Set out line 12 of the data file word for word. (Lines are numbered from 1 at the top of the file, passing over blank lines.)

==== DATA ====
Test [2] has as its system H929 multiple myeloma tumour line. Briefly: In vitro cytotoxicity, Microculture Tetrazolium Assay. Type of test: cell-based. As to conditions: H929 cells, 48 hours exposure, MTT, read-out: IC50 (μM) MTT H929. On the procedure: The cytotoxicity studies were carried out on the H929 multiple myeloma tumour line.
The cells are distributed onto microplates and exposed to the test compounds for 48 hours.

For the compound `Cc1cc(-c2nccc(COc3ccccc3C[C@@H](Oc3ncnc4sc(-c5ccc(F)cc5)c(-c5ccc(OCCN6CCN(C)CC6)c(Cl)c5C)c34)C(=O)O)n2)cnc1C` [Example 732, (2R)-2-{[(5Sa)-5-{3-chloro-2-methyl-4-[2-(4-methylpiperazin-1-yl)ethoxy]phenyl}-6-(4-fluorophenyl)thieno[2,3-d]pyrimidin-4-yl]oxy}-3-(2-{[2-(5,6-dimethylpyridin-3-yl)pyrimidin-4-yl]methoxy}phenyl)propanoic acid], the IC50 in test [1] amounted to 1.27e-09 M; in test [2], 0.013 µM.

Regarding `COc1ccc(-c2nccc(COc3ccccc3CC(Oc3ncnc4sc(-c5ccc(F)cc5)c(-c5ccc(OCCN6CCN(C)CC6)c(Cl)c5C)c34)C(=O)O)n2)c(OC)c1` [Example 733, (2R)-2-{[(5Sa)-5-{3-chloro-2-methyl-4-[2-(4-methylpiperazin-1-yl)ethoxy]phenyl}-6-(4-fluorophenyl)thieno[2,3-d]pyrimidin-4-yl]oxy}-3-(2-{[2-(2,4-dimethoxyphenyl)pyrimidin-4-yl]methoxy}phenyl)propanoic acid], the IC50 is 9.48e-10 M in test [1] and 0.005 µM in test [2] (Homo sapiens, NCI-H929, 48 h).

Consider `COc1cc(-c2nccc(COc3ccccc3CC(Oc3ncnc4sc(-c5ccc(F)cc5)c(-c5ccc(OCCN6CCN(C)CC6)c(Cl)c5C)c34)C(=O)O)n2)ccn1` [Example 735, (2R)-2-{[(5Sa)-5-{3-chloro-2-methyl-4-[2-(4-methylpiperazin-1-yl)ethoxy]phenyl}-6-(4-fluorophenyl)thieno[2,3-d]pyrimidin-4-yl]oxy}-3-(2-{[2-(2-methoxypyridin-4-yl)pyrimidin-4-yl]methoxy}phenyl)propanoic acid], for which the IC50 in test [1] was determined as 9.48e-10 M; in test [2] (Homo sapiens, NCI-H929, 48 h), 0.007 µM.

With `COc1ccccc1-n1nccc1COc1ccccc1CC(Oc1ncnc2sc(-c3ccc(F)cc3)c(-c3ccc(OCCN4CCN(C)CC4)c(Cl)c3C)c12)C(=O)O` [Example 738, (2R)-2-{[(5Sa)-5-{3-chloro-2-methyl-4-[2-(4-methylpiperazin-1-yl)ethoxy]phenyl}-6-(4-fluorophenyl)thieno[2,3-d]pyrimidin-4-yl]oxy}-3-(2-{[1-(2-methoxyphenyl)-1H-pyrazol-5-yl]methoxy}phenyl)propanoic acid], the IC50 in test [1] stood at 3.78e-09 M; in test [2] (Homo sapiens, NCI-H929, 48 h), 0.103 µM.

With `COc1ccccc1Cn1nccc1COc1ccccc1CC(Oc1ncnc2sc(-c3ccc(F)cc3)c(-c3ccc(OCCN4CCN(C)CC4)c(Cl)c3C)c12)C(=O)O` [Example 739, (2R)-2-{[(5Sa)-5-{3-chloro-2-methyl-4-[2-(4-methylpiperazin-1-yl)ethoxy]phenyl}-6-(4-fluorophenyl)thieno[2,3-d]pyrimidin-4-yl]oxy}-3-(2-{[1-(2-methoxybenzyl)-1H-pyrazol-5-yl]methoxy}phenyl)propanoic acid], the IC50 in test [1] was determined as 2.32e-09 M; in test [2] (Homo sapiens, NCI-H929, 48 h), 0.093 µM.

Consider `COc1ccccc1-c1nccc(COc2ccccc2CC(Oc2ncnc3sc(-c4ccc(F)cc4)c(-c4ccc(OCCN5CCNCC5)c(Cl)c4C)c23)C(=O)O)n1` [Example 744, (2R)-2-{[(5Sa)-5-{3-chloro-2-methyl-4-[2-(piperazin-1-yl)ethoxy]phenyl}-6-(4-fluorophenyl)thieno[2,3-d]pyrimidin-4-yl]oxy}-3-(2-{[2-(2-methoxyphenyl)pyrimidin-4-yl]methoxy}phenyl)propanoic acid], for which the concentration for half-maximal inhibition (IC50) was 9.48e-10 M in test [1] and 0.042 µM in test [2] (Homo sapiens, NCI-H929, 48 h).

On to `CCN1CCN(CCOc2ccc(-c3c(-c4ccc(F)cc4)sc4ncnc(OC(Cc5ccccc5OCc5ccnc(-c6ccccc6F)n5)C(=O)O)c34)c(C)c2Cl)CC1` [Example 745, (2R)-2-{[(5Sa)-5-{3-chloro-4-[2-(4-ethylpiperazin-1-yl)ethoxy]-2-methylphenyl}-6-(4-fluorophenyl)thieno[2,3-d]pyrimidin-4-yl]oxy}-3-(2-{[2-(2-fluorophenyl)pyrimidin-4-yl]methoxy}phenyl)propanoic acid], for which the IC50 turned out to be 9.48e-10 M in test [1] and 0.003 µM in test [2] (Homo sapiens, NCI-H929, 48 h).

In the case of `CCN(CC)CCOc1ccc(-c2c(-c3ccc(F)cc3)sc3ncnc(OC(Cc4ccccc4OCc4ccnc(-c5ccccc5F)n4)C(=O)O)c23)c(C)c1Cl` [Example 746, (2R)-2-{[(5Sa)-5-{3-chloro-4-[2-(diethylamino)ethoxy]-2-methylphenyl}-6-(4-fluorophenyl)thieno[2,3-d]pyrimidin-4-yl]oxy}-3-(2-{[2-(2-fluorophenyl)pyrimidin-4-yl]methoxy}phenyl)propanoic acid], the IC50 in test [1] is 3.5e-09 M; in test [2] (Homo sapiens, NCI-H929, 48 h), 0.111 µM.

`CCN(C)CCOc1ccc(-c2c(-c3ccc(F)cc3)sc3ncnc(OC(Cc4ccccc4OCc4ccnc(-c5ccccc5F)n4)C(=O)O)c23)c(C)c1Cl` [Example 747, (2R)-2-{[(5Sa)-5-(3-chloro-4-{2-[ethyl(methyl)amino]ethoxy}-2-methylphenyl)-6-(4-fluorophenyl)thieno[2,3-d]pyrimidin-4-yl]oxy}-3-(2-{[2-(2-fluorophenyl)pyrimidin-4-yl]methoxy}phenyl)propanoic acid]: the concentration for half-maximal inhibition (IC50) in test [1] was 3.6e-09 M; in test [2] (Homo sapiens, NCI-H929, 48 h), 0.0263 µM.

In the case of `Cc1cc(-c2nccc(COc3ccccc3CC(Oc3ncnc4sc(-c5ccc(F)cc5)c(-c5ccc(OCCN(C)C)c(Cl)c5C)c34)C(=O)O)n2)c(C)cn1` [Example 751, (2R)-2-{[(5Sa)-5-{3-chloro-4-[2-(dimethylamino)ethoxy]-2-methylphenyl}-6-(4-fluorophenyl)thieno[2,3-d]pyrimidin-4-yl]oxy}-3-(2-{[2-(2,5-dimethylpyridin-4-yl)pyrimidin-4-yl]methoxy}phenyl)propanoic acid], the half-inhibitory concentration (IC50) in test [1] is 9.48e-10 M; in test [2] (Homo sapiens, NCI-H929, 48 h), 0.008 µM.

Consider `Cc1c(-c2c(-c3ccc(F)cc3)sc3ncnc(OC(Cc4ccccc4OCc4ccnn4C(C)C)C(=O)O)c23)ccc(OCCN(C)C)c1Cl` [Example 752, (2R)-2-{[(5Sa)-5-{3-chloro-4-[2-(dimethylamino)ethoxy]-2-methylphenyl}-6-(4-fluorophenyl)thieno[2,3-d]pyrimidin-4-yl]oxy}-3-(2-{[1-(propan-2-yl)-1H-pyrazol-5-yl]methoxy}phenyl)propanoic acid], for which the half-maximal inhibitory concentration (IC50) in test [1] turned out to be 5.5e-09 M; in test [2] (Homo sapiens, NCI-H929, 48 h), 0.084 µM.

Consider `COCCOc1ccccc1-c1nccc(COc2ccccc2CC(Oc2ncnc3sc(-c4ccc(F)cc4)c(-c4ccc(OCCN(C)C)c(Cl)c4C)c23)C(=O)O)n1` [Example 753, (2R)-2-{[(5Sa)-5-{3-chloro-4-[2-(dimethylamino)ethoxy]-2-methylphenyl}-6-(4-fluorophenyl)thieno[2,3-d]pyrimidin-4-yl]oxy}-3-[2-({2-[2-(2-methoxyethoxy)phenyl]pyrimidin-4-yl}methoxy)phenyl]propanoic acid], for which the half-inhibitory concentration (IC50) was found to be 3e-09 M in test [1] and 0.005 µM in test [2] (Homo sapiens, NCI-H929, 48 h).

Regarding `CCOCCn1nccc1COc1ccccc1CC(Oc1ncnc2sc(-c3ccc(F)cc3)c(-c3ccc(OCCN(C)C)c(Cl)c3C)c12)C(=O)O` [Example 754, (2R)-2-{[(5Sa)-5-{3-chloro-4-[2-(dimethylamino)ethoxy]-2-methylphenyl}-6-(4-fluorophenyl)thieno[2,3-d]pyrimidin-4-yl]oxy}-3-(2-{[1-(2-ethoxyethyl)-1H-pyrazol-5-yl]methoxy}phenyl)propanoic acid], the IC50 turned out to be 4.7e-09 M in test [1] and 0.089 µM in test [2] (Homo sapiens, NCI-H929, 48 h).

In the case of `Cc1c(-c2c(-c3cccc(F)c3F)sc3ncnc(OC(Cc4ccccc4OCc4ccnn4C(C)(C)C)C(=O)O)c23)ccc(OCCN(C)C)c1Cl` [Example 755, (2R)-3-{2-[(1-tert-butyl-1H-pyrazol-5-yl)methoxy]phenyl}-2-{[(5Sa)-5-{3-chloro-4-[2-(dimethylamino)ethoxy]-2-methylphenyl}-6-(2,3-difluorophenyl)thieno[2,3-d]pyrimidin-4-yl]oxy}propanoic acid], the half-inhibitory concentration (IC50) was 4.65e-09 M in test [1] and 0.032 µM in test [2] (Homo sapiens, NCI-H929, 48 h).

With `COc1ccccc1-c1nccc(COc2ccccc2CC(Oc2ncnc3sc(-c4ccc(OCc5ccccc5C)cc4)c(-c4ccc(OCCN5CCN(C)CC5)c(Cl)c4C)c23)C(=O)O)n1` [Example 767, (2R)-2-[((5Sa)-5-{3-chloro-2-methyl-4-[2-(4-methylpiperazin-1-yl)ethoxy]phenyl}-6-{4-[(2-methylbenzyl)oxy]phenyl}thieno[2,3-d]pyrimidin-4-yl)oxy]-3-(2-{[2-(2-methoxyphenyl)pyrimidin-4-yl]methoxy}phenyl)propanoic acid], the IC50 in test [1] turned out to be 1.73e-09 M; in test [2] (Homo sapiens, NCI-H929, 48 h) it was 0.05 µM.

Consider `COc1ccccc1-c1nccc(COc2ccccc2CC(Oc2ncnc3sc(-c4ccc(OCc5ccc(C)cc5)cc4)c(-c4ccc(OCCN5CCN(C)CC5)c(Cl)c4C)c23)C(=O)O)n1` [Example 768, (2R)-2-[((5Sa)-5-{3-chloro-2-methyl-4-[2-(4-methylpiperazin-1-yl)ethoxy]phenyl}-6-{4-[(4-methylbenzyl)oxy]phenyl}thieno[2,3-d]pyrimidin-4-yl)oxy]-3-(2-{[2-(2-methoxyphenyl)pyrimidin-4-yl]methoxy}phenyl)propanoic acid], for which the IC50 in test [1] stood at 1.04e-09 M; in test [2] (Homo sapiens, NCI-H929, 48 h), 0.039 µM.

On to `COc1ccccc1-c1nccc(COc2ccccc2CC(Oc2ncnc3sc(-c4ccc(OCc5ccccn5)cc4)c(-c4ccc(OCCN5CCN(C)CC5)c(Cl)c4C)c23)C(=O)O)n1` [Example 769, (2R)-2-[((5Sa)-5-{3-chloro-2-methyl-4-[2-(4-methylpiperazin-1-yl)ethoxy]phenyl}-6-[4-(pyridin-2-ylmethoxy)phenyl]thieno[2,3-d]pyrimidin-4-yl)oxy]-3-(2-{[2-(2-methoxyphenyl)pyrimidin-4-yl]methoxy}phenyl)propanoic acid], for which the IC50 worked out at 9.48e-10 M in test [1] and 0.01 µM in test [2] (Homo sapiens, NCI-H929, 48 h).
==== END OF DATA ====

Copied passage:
In the case of `Cc1cc(-c2nccc(COc3ccccc3CC(Oc3ncnc4sc(-c5ccc(F)cc5)c(-c5ccc(OCCN(C)C)c(Cl)c5C)c34)C(=O)O)n2)c(C)cn1` [Example 751, (2R)-2-{[(5Sa)-5-{3-chloro-4-[2-(dimethylamino)ethoxy]-2-methylphenyl}-6-(4-fluorophenyl)thieno[2,3-d]pyrimidin-4-yl]oxy}-3-(2-{[2-(2,5-dimethylpyridin-4-yl)pyrimidin-4-yl]methoxy}phenyl)propanoic acid], the half-inhibitory concentration (IC50) in test [1] is 9.48e-10 M; in test [2] (Homo sapiens, NCI-H929, 48 h), 0.008 µM.